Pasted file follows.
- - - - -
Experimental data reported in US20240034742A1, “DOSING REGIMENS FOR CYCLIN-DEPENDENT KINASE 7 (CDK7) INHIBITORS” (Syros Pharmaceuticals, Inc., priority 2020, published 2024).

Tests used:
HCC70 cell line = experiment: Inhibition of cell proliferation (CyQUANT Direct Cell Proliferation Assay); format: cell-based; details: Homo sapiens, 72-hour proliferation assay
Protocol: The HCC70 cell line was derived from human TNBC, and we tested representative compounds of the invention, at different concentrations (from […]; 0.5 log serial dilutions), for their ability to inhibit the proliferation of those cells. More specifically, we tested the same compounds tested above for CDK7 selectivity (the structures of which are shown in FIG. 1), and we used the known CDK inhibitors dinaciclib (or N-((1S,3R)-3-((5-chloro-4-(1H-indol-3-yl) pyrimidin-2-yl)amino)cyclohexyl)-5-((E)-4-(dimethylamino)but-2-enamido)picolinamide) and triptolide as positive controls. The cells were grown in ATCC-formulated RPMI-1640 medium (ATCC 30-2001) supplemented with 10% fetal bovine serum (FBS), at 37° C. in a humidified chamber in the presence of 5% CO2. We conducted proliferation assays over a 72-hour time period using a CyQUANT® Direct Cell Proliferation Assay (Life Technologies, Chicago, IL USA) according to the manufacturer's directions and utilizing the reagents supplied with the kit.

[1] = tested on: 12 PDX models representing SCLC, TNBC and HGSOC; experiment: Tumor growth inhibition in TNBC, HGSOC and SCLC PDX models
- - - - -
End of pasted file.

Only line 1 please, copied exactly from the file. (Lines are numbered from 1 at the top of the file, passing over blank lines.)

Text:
Experimental data reported in US20240034742A1, “DOSING REGIMENS FOR CYCLIN-DEPENDENT KINASE 7 (CDK7) INHIBITORS” (Syros Pharmaceuticals, Inc., priority 2020, published 2024).